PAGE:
There’s Hope for the Hungry: feeding North Georgia since 2003

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 There’s Hope for the Hungry volunteers Jerry Hammock, left, and Jim Harper recently unload some 200 food boxes at Bear Creek First Baptist Church in Winder. HOPE FOR THE HUNGRY/Special

There’s Hope for the Hungry volunteers Jerry Hammock, left, and Jim Harper recently unload some 200 food boxes at Bear Creek First Baptist Church in Winder. HOPE FOR THE HUNGRY/Special

By Mickey Noah

CUMMING – There’s Hope for the Hungry – a 13-year-old, mobile food ministry – is looking for a few new churches with which to partner. No previous experience required, just a love for lost and hungry people.

“We are looking to expand the ministry to new locations throughout North Georgia,” says Michael Brown, who with Scott Phillips, co-directs There’s Hope for the Hungry.

“We are looking for churches that have a heart for the lost, hurting and hungry in their communities,” Brown said, “and the desire to launch or enhance a food ministry that will make a difference in the lives of North Georgians.”

Brown knows many Georgia Baptist and other denominational churches already run food pantries and ministries, but may lack the physical assets, experience, manpower and economies of scale to be as effective as possible.

The There’s Hope for the Hungry ministry includes an 8,000-square-foot warehouse in Cumming, where canned and packaged food items are stored, inventoried and distributed each week via two diesel trucks hauling 28-foot trailers.

About 125 volunteers serve the ministry. Some 50 are counselors who share the Gospel, field prayer requests and distribute food at one of 31 participating churches/locations in North Georgia from Monday to Thursday. Yet others work at the ministry warehouse in Cumming ­– packing, stacking and praying over the boxes of food that will be distributed during the month.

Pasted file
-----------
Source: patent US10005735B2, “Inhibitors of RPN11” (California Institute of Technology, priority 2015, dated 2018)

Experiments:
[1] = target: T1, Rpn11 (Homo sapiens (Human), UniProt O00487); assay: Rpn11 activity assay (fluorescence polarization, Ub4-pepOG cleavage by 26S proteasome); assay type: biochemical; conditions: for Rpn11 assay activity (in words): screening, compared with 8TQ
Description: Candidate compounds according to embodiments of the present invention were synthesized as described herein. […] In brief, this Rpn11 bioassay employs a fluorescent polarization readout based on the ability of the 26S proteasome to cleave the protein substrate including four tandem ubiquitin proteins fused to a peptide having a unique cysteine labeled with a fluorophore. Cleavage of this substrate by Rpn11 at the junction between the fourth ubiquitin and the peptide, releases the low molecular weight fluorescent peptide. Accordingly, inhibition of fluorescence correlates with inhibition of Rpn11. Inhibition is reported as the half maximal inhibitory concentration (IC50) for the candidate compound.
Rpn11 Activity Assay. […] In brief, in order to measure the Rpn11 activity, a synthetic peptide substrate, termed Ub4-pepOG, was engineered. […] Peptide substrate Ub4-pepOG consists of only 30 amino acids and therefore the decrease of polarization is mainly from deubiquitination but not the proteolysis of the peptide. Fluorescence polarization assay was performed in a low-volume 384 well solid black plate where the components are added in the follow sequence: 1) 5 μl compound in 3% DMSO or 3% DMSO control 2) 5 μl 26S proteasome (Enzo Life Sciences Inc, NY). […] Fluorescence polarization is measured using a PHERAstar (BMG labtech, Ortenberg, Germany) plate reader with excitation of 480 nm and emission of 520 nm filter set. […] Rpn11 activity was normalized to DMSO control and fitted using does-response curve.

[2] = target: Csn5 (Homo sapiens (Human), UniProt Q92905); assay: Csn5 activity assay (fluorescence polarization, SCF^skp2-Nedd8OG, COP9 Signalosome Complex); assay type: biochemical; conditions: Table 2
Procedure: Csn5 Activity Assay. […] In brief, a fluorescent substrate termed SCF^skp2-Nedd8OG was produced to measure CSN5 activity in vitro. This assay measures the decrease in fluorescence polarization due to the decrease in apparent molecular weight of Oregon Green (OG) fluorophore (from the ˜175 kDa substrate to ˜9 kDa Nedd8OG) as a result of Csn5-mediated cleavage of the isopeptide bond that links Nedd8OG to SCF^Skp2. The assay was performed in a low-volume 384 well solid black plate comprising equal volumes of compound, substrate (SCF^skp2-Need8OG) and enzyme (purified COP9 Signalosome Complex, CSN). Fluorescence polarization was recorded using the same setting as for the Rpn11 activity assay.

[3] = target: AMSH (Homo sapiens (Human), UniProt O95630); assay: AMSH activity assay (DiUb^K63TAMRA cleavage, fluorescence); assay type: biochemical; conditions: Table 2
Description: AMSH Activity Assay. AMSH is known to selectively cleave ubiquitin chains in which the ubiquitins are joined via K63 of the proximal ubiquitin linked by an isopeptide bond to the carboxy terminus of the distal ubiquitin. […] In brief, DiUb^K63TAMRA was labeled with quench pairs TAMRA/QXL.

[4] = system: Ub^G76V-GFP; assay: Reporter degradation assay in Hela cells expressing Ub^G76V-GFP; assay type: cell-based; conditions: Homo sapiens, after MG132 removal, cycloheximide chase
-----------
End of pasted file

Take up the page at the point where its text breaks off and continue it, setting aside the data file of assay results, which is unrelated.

Solely funded by donations

There’s Hope for the Hungry is funded solely by financial donations to the ministry. Although some food is donated, most of the food distributed is purchased through the Atlanta Community Food Bank. Brown says $20 will feed six families because of the operation’s efficiency and economies of scale.

Since the ministry was launched in February 2003, it has fed more than 712,000 people, including 267,000 families; some 191,000 children; and more than 102,000 senior adults. The ministry has distributed 5.88 million pounds of food. More importantly, There’s Hope for the Hungry has recorded more than 12,500 professions of faith in Jesus Christ over the last 13 years, according to Brown.

Bear Creek First Baptist Church pastor Johnny Wright and wife Deborah feed and share the Gospel with area people on the first Tuesday of each month, with support and assistance from the There’s Hope for the Hungry food ministry, based in Cumming. THERE'S HOPE FOR THE HUNGRY/Special

Bear Creek First Baptist Church pastor Johnny Wright and wife Deborah feed and share the Gospel with area people on the first Tuesday of each month, with support and assistance from the There’s Hope for the Hungry food ministry, based in Cumming. THERE’S HOPE FOR THE HUNGRY/Special

Currently, 31 locations are being served: Acworth, Baldwin, Blairsville, Blue Ridge, Bowman, Braselton, Buford, Canton, Carnesville, Chatsworth, Clarksville, Cobb County, Colbert, Comer, Cumming, Dahlonega, Dallas, Dalton, Douglasville, Homer, Hull, LaFayette, Marietta, Mineral Bluff, Paulding County, Royston, Suches, Summerville, Talking Rock, Temple and Winder.

One participating church is Bear Creek First Baptist Church in Winder. Johnny Wright is the church’s bi-vocational pastor and his wife, Deborah, coordinates There’s Hope for the Hungry locally, working with Brown and Phillips.